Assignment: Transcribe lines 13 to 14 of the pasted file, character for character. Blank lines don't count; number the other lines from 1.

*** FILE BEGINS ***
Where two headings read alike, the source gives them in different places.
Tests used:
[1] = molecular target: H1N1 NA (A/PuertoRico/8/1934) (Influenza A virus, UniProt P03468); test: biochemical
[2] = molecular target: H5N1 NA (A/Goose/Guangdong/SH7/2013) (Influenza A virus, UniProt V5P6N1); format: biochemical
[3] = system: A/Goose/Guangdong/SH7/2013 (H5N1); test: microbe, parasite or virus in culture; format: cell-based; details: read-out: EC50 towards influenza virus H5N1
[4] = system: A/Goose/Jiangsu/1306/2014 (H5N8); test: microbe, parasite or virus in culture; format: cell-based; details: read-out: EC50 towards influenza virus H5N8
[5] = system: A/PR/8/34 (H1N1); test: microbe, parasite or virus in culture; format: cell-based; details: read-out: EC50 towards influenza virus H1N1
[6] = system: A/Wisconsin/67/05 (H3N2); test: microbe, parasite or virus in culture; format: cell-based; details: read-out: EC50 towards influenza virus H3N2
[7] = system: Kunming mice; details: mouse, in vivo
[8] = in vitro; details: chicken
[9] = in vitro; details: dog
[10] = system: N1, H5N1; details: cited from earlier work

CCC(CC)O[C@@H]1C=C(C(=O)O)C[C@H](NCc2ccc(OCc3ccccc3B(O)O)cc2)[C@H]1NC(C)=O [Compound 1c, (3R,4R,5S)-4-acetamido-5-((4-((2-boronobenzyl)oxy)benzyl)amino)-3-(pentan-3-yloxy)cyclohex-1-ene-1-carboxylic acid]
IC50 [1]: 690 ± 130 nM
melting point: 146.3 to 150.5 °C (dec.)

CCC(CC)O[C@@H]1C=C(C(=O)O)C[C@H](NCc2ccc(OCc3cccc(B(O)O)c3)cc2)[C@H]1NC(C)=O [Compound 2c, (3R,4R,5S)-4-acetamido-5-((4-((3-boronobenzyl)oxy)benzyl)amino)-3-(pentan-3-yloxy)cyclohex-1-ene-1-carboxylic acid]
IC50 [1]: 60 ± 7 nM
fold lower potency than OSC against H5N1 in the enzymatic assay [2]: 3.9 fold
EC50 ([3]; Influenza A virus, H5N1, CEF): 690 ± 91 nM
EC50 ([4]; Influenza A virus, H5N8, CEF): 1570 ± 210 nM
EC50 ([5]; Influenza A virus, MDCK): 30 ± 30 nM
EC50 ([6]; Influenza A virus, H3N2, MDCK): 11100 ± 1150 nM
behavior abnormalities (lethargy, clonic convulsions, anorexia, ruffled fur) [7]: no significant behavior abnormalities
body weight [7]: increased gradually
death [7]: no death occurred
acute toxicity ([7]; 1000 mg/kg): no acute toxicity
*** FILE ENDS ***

CCC(CC)O[C@@H]1C=C(C(=O)O)C[C@H](NCc2ccc(OCc3ccccc3B(O)O)cc2)[C@H]1NC(C)=O [Compound 1c, (3R,4R,5S)-4-acetamido-5-((4-((2-boronobenzyl)oxy)benzyl)amino)-3-(pentan-3-yloxy)cyclohex-1-ene-1-carboxylic acid]
IC50 [1]: 690 ± 130 nM